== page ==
Common "Ankylosed Tooth" queries answered by top doctors | iCliniq

Ankylosed Tooth

It is defined as a severe disorder in which there is a fusion of cementum and the alveolar bone. It is characterized by the loss of periodontal ligament space and tooth mobility. Early orthodontic treatment proves to be the best management strategy for ankylosis.

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Is tooth fused to jaw bone commonly seen?

Query: Hi doctor, During a recent extraction of nineth teeth, the dentist said that my right upper back molar had attached itself to the bone. When he tried to extract it a piece of my jaw bone cracked off, pierced the sinus cavity and punctured an artery. Blood spurted everywhere and they frantically appl...  Read Full »

Dr. Sandeep Menon

Answer: Hi, Welcome to The tooth must have been ankylosed, which means fused to the bone. Also, it must have been really close to an artery and the laceration of which caused the hemorrhage. But, there is nothing to worry. Even though this is uncommon, the wound will heal. Use Betadine mouth...  Read Full »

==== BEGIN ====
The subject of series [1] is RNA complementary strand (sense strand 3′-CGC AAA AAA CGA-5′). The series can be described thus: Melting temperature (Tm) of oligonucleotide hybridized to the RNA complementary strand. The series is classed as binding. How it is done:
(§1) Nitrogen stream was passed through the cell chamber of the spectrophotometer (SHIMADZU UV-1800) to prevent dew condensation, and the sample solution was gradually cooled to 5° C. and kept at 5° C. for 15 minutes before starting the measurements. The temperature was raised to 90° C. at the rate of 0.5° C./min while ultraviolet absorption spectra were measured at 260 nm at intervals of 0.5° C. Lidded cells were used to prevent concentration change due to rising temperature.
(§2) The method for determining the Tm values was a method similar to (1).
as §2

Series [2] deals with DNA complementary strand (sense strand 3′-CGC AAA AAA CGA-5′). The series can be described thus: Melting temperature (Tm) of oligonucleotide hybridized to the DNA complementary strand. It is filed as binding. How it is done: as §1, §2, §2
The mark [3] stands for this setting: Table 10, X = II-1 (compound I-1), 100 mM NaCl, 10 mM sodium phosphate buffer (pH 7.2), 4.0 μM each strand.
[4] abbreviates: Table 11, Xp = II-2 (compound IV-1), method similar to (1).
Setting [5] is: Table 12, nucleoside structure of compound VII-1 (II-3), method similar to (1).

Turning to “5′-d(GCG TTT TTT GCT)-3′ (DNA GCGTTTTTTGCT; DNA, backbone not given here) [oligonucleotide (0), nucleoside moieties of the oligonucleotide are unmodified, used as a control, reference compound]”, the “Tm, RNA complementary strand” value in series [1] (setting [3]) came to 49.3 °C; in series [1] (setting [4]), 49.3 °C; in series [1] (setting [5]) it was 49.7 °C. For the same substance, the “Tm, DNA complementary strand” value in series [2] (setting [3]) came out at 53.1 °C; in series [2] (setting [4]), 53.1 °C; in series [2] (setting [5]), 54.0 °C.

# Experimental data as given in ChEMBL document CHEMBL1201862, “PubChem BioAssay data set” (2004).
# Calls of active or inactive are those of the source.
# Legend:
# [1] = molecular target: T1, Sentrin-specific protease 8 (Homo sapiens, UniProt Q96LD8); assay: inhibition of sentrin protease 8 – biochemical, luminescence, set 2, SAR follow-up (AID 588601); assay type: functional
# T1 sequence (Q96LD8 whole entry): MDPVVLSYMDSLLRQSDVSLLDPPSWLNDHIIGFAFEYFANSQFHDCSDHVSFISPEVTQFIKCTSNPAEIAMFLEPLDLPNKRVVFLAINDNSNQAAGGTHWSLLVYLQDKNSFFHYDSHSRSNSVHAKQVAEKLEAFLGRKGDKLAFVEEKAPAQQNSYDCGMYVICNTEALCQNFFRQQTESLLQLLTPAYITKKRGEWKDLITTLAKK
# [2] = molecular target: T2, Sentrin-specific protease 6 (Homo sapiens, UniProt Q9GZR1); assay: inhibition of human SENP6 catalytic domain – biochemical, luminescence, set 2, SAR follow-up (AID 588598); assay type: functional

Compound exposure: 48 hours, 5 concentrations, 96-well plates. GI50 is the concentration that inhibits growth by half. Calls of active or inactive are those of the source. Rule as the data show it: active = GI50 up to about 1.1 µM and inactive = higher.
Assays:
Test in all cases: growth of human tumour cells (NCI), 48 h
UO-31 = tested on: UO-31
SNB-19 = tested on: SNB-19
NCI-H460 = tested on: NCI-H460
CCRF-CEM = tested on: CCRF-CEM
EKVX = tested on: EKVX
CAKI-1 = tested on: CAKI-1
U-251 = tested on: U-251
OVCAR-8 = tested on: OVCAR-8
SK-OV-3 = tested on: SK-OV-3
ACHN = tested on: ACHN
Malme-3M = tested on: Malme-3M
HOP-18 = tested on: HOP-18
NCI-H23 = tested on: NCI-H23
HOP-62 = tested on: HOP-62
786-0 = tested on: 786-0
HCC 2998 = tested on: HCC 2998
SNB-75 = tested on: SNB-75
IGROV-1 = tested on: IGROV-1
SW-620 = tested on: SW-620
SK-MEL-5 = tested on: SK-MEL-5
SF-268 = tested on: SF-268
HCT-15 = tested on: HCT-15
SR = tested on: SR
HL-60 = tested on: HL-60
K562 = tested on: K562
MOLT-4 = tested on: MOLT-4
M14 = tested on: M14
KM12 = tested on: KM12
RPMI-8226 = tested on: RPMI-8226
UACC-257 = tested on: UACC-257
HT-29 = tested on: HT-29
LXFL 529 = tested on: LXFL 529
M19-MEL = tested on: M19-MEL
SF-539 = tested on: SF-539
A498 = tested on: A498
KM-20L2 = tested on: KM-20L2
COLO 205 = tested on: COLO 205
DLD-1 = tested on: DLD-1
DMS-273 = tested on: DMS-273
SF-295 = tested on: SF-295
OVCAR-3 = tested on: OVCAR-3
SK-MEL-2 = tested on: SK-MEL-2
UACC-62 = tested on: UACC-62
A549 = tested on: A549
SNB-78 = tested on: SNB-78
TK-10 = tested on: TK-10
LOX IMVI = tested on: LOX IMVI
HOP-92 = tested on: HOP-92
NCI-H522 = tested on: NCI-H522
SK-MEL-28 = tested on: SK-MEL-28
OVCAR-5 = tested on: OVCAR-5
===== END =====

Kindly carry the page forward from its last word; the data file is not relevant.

I have had braces for six years, and my lower jaw is ankylosed now. What to do?

Query: Hi doctor, I am a 17-year-old female; I have had braces for six years with no apparent date to get them off shortly. My current orthodontist says I have a pretty rare case of ankylosis on my bottom jaw; when I was younger, I was told we had to wait till I was 16-17 because I would probably need jaw ...  Read Full »

Dr. Mayank Khandelwal

Answer: Hi, Welcome to I understand your concern. A few possibilities come to mind from the history presented and the pictures attached (the attachments are removed to protect the patient's identity). The possibilities are ankylosis of teeth, condylar hypoplasia, condylar ankylosis and primar...  Read Full »

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